Listening To: Tonari no Kaibutsu-kun Original Soundtrack



Although I had planned a review of another album today, I had listened to the soundtrack of the romantic comedy anime Tonari no Kaibutsu-Kun (Eng; My Little Monster) and I just had to talk about it. Now I watched the anime as it came out, and while it’s not one of my all time favourites, it certainly had a very strong and solid comedy element which I more than appreciated. It also, to my surprise, had an amazing musical score.

Certain tracks feature synthetic melodies while others are comprised of mainly orchestral symphonies. To call it diverse would not give it much justice. It seems that the soundtrack itself covers the emotional spectrum –  the album seems to tick off emotions; from melancholy to unbridled optimism. If anything, theres a track for any occasion, making it perfect for the anime – as although its primarily a comedy-romance, it does touch on the darker and somber aspects of life and love.

I find that the tracks consisting of guitar and/or piano leads were more defined and better suited to the overall theme of the show. Although it may be preference talking, I believe that they were considerably much more emotive and at a higher level than other tracks that focused their sounds on other instruments. Another worthy mention goes to the highly enjoyable tracks with a peppy, almost cocky tone, as well as those that were comprised of positive notes and rhythms. In saying that though, the more pensive tracks don’t, by any means, fail to please.

At the end of the day, the Tonari no Kaibutsu-Kun Original Soundtrack is an absolute delight to listen to. With a range of sounds and emotions to accommodate the daily lives of anyone, it came as a wonder to me that it’s not better known within the anime community. If you’re willing to take the chance and take a listen, I have very little doubt in my mind that you would be disappointed with this underrated gem of an OST.

Songs to look out for:

  • Tetsukazu no Kanjou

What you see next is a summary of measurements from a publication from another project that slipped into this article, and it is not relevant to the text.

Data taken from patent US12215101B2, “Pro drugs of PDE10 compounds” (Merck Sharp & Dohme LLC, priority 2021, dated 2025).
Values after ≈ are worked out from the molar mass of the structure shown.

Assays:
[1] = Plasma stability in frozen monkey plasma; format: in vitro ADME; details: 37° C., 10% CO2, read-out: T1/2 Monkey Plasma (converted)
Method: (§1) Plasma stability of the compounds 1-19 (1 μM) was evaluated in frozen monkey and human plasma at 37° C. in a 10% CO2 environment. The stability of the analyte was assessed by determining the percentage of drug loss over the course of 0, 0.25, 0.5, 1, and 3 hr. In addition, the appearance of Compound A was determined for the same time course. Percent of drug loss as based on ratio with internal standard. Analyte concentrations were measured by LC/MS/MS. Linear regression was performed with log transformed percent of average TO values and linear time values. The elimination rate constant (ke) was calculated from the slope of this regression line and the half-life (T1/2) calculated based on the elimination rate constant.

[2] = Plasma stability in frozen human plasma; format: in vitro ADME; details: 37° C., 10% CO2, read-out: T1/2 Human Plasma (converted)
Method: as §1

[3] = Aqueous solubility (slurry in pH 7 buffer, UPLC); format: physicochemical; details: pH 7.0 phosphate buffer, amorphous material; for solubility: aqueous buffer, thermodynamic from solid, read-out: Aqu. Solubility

• Monster March
  • Yamaguchi-Sanchi no Kenji-Kun
  • Appare Sanningumi!
  • Memento 

Listening To: Suzumiya Haruhi no Gensou


The Melancholy of Haruhi Suzumiya (Suzumiya Haruhi no Yūutsu) was one of the first anime I ever watched to completion – and one that I still adore to this day. I recall completing a few of my art assignments in school on Haruhi, learning the dance sequence of Hare Hare Yukai (which I can still perform) and attempting to learn the opening song. I was beyond words when I learnt there was a concerto version of the music of the anime – and even more so when there was a CD of it available.

Suzumiya Haruhi no Gensou, or the Symphony of Haruhi Suzumiya, is an incredible concerto rendition of music from the anime performed by the Tokyo Philharmonic Orchestra. It was definitely interesting – fond memories were stirred up from the unfamiliar classical harmonies.  I must admit, whilst I have an appreciation for the classical genre, the renditions felt slightly unfamiliar – in a way too polished.

Don’t take it the wrong way; it was by no means terrible. In fact it was the opposite. The orchestra excellently executed the pieces with a sense of flair. But there was a lack of feeling, a lack of relation in the performance – It was technically perfect, not emotionally. In the DVD version, there were a few nods to the anime (which were admittedly pleasing) and Aya Hirano, voice of  Haruhi herself and Lead Singer, even performed the vocals for a few tracks (And mind you, she was amazing although I prefer the original tracks). It was things such as these that made the performance more believable and definitely more enjoyable for viewers of the anime.

As a whole, this special edition of the music from the anime was fantastic and nostalgic, albeit slightly disappointing. Hearing some of my favourite tracks in a classical tone was interesting to say the least, if not wholly uplifting. Although I believe its aimed towards fans of the anime, I recommend to give Suzumiya Haruhi no Gensou a listen if you’re interested in classical orchestra music.

Songs to look out for:

  • Koi no Mikuru Densetsu
  • The Usual Scenery ~ The Days Are Becoming Fervently Splendorous
  • Bouken Desho Desho
  • Lost My Music
  • SOS Brigade! ~ Something is Odd
  • God Knows